Book Review: "Hotels of North America"

"Hotels of North America" cover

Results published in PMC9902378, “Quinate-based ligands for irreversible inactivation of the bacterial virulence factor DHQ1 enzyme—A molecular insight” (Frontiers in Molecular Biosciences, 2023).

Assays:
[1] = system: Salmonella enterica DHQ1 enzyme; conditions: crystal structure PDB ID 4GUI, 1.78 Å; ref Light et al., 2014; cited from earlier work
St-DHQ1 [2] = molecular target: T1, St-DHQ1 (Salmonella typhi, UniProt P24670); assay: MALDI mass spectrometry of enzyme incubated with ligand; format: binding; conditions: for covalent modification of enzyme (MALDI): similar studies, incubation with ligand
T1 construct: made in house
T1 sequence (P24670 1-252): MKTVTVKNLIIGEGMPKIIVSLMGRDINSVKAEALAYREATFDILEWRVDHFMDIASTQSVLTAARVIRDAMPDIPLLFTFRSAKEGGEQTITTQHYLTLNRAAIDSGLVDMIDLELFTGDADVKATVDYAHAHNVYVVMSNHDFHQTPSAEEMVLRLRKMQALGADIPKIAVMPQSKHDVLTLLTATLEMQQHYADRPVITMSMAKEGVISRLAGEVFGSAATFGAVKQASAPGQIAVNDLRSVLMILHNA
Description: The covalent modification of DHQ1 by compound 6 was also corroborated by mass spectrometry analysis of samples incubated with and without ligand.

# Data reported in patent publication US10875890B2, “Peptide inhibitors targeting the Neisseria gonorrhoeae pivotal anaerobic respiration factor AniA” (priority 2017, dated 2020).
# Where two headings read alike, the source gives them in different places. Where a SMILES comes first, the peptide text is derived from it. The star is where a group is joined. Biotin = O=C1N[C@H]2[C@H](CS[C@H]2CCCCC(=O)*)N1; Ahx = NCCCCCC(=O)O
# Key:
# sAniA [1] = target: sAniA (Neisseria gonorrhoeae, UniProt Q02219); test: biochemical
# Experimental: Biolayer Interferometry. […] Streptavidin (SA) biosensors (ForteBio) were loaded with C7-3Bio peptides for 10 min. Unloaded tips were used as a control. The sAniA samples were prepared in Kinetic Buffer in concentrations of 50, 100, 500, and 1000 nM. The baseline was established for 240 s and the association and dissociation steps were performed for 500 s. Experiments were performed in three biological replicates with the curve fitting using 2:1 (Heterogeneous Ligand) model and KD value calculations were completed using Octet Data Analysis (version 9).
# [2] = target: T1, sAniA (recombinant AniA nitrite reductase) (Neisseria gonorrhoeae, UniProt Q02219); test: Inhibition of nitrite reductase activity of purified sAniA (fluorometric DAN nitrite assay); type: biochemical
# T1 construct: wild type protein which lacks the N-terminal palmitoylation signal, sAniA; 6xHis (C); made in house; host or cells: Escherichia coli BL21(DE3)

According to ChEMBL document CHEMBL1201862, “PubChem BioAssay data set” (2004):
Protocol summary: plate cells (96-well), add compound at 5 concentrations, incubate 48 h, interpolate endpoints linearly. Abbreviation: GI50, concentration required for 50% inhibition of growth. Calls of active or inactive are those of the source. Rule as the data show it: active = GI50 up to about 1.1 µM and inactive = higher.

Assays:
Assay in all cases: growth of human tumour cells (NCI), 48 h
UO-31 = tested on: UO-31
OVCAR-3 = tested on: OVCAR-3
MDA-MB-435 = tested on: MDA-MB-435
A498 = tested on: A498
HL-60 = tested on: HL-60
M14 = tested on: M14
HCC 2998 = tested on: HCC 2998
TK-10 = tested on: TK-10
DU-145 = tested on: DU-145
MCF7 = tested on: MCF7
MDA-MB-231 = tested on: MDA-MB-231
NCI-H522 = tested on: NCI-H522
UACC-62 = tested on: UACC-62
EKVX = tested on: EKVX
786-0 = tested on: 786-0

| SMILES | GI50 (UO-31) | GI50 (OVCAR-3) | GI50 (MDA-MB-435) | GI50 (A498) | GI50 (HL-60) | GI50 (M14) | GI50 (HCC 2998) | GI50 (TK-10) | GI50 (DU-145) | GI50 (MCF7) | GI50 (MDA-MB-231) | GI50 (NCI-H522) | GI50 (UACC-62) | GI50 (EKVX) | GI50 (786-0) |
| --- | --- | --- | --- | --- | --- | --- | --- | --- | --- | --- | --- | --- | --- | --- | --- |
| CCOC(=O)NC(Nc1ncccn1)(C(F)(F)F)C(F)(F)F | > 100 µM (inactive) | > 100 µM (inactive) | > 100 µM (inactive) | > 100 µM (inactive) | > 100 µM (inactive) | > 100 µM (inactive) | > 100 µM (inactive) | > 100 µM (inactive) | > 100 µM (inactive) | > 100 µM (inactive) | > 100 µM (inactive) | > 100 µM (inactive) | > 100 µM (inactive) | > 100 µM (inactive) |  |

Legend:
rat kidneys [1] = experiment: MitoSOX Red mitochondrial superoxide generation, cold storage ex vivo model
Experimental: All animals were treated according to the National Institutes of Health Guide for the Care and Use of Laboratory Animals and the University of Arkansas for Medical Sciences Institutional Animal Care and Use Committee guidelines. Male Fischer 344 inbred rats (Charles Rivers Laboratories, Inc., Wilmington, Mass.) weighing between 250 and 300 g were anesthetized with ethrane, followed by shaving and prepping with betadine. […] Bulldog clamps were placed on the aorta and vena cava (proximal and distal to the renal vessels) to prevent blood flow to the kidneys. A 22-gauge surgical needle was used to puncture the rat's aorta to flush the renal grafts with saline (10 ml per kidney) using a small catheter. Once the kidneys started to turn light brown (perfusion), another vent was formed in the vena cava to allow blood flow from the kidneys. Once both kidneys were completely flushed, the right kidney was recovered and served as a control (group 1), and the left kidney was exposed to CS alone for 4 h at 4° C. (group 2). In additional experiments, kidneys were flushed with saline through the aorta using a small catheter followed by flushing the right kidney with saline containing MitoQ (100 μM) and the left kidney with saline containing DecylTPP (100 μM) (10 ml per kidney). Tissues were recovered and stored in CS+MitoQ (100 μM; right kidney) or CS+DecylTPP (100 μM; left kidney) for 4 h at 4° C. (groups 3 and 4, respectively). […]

In an age dominated by text messages, letter-writing is a vanishing art, and it’s easy to assume that the epistolary novel is as good as dead. But in the charming, inventive, and deeply weird Hotels of North America, Rick Moody ’86SOA proves that the form is as vital as ever. His story unfolds not through conventional letters but online hotel reviews, written by Reginald Edward Morse, a top reviewer on a fictional website. In a spare two hundred pages, Morse — a middling stockbroker turned middling motivational speaker — critiques everything from Manhattan’s Plaza Hotel to an Ikea parking lot, where he once slept in his car. Along the way, he reveals the tragedies of his life, both great (a failed marriage, a daughter he rarely sees, alcoholism) and mundane (sleep apnea, bedbugs, and the gritty crunch of a dirty carpet). His tone, often indignant, betrays an inflated sense of self-worth, making Morse familiar to anyone who has spent time on sites like Yelp, where the layman is empowered as a critic. While this can be funny, there are also profundities hidden in Morse’s verbosity, and over the course of the book he morphs from a buffoon to something sadder. He becomes, as he puts it, “just another guy sweating out droplets of desperation and heartache in the 21st century.”

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